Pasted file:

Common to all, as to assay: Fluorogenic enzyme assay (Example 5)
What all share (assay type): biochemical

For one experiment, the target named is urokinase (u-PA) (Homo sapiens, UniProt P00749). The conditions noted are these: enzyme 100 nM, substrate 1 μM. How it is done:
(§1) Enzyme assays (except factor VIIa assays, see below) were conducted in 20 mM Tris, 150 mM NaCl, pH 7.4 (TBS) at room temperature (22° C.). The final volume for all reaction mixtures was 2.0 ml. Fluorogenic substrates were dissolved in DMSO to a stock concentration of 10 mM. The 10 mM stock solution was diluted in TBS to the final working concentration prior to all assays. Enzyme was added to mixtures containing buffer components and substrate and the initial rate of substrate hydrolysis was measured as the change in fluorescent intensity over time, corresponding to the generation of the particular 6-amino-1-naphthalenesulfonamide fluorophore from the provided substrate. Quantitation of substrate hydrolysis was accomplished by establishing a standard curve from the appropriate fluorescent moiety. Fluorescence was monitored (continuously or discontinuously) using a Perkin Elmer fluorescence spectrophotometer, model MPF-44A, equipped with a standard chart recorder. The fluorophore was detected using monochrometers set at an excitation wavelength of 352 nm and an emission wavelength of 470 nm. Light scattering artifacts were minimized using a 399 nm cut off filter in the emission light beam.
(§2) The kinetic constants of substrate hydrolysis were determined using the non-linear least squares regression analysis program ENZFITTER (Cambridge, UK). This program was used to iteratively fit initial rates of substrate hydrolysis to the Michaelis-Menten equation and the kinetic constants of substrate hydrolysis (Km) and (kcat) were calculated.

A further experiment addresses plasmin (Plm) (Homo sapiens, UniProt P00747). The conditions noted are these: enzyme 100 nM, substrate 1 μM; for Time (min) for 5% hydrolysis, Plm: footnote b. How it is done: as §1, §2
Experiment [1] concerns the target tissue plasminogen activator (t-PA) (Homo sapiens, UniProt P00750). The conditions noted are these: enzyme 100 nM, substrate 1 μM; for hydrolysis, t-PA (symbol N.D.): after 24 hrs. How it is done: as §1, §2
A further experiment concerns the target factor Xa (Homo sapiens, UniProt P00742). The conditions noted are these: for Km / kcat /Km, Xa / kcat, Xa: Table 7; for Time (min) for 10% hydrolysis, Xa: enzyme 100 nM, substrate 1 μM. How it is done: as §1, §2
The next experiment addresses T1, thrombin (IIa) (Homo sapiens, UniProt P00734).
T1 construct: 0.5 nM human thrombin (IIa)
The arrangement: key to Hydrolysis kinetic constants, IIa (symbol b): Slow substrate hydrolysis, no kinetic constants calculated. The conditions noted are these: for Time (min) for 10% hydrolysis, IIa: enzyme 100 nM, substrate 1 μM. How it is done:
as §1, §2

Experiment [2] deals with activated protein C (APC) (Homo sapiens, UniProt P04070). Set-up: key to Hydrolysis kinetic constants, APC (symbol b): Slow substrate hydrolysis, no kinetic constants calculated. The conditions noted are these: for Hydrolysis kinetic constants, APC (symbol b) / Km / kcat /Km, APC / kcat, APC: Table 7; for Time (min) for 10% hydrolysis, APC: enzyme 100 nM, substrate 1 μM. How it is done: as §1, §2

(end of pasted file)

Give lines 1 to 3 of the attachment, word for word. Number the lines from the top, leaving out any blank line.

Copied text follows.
Common to all, as to assay: Fluorogenic enzyme assay (Example 5)
What all share (assay type): biochemical

For one experiment, the target named is urokinase (u-PA) (Homo sapiens, UniProt P00749). The conditions noted are these: enzyme 100 nM, substrate 1 μM. How it is done: